Prime Minister Justin Trudeau unveiled a rejigged cabinet on Wednesday to lead the Liberal government into the final stretch of its term before voters go to the polls again in October 2019.
The shuffle juggles some familiar names into new positions while adding some new faces to an expanded cabinet. One of the new additions is Filomena Tassi, who steps into the seniors portfolio which has been restored to cabinet after being a casualty in the trimmed-down cabinet Trudeau introduced following the Liberals’ 2015 election victory.
Two national organizations were quick to applaud the appointment of a federal seniors minister.
After advocating for a dedicated voice for seniors in the federal cabinet, the Canadian Association of Retired Persons (CARP) welcomed Wednesday’s move.
“After more than three years without real representation for older Canadians, we look forward to having a strong voice for seniors at the cabinet table,” Laura Tamblyn Watts, CARP’s National Director of Law, Policy and Research, said in a news release.
“With six million seniors now in Canada, and nearly a quarter of the population over the age of 65 by 2031, Canadians need a co-ordinated department to respond to the current needs of seniors and to plan for the future age wave,” Watts added.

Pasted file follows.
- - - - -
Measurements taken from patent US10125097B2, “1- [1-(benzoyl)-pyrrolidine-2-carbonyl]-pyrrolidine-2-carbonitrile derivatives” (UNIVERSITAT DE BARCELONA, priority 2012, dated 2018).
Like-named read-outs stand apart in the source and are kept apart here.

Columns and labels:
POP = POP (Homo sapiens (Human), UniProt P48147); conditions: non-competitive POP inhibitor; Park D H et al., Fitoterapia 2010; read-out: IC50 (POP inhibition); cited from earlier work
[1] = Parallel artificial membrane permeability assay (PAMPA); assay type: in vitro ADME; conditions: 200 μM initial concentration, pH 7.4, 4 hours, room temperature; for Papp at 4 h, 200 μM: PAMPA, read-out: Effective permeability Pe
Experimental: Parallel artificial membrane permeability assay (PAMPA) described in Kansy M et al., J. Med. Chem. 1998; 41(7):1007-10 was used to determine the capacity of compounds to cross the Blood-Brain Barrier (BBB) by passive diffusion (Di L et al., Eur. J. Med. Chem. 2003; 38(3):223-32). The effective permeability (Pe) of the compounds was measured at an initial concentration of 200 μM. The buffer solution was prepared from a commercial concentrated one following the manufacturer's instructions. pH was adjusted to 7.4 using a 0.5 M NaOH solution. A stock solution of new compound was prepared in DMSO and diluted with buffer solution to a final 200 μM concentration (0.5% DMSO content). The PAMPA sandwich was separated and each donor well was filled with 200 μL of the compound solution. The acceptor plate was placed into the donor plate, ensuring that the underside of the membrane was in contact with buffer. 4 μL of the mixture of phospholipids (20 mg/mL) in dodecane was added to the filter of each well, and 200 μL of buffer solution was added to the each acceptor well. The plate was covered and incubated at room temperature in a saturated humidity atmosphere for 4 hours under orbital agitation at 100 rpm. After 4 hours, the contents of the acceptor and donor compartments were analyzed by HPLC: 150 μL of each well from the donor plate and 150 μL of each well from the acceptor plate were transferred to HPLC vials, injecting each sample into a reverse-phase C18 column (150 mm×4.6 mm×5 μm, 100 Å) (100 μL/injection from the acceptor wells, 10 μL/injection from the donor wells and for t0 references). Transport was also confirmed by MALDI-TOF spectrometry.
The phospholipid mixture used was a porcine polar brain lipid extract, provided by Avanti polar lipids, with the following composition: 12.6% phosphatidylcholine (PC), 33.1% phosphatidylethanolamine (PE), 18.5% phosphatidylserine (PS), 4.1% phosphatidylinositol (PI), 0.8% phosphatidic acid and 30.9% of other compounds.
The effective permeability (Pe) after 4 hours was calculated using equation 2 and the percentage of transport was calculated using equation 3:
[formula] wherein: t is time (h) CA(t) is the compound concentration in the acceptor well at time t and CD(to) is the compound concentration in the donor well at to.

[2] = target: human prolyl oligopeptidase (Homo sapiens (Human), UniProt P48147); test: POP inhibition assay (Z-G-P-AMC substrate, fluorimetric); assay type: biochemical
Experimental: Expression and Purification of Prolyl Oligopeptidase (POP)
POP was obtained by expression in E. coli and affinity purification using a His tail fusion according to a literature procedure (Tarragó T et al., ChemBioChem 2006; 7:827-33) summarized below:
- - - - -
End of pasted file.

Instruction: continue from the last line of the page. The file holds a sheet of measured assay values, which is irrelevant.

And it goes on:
Wanda Morris, CARP’s VP of Advocacy, said in the release: “There have been great strides in policies affecting women, Indigenous Peoples, and children and youth because they have their own ministers to champion their related issues. It’s about time that seniors, lifetime contributors to this country, have a minister to champion issues that affect them most.”
The Canadian Medical Association also praised the return of a seniors minister, which the CMA had recommended as crucial to the federal government’s efforts to address seniors care issues.
“Having a voice at the Cabinet table is key to addressing seniors’ needs,” said Dr. Laurent Marcoux, president of the CMA. “On behalf of Canada’s doctors and the more than 65,000 Demand a Plan supporters, we welcome Minister Filomena Tassi to her new role.”
“Today, the government has taken a positive step towards improving the lives of seniors, their families and Canadians,” Marcoux added. “We look forward to working with Minister Tassi to ensure that programs and services are developed to address the needs of our aging population.”
Canada’s growing seniors population involves more issues for the minister to deal with than just health care. CARP’s news release noted the organization is looking forward to working with Tassi on initiatives including “a national dementia strategy, national pharmacare, financial security as we age, social inclusion and elder abuse prevention.”
Improving access to housing for seniors is another area raised by the CMA in its 2017 report, “Advancing Inclusion and Quality of Life for Canadian Seniors.”
Tassi will have her work cut out for her in handling the issues facing Canadian seniors. For the country’s seniors, having a cabinet minister dedicated to those issues is a welcome and much-needed move by the federal government.